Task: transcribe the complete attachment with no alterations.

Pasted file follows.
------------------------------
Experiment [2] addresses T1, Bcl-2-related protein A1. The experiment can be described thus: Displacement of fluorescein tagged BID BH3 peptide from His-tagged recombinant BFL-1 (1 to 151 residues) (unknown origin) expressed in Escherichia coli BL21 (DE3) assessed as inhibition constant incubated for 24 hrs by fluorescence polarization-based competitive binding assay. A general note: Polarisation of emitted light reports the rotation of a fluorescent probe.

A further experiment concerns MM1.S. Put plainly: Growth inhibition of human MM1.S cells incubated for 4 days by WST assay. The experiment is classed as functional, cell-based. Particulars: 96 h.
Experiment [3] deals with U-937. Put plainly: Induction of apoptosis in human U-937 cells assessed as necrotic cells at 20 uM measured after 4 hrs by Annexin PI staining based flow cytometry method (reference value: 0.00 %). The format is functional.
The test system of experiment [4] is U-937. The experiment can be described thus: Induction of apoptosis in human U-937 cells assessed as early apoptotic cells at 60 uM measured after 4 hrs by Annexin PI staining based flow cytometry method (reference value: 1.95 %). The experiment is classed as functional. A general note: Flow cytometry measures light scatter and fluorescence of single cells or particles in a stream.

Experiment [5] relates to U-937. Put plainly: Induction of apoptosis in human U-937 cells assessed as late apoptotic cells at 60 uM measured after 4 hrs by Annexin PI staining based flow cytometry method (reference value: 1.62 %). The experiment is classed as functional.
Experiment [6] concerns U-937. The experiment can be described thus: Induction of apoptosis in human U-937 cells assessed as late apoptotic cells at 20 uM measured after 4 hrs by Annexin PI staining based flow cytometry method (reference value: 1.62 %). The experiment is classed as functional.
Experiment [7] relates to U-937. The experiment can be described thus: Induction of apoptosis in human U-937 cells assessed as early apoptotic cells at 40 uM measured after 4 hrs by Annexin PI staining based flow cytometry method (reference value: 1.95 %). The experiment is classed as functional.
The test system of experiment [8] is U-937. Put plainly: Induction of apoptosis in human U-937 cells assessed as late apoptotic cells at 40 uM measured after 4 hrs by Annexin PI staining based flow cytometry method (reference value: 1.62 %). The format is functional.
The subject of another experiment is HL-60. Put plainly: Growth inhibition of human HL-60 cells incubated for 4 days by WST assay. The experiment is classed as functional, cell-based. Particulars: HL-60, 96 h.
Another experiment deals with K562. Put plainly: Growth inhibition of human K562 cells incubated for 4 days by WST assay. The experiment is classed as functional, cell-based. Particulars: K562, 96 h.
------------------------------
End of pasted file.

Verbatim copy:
Experiment [2] addresses T1, Bcl-2-related protein A1. The experiment can be described thus: Displacement of fluorescein tagged BID BH3 peptide from His-tagged recombinant BFL-1 (1 to 151 residues) (unknown origin) expressed in Escherichia coli BL21 (DE3) assessed as inhibition constant incubated for 24 hrs by fluorescence polarization-based competitive binding assay. A general note: Polarisation of emitted light reports the rotation of a fluorescent probe.

A further experiment concerns MM1.S. Put plainly: Growth inhibition of human MM1.S cells incubated for 4 days by WST assay. The experiment is classed as functional, cell-based. Particulars: 96 h.
Experiment [3] deals with U-937. Put plainly: Induction of apoptosis in human U-937 cells assessed as necrotic cells at 20 uM measured after 4 hrs by Annexin PI staining based flow cytometry method (reference value: 0.00 %). The format is functional.
The test system of experiment [4] is U-937. The experiment can be described thus: Induction of apoptosis in human U-937 cells assessed as early apoptotic cells at 60 uM measured after 4 hrs by Annexin PI staining based flow cytometry method (reference value: 1.95 %). The experiment is classed as functional. A general note: Flow cytometry measures light scatter and fluorescence of single cells or particles in a stream.

Experiment [5] relates to U-937. Put plainly: Induction of apoptosis in human U-937 cells assessed as late apoptotic cells at 60 uM measured after 4 hrs by Annexin PI staining based flow cytometry method (reference value: 1.62 %). The experiment is classed as functional.
Experiment [6] concerns U-937. The experiment can be described thus: Induction of apoptosis in human U-937 cells assessed as late apoptotic cells at 20 uM measured after 4 hrs by Annexin PI staining based flow cytometry method (reference value: 1.62 %). The experiment is classed as functional.
Experiment [7] relates to U-937. The experiment can be described thus: Induction of apoptosis in human U-937 cells assessed as early apoptotic cells at 40 uM measured after 4 hrs by Annexin PI staining based flow cytometry method (reference value: 1.95 %). The experiment is classed as functional.
The test system of experiment [8] is U-937. Put plainly: Induction of apoptosis in human U-937 cells assessed as late apoptotic cells at 40 uM measured after 4 hrs by Annexin PI staining based flow cytometry method (reference value: 1.62 %). The format is functional.
The subject of another experiment is HL-60. Put plainly: Growth inhibition of human HL-60 cells incubated for 4 days by WST assay. The experiment is classed as functional, cell-based. Particulars: HL-60, 96 h.
Another experiment deals with K562. Put plainly: Growth inhibition of human K562 cells incubated for 4 days by WST assay. The experiment is classed as functional, cell-based. Particulars: K562, 96 h.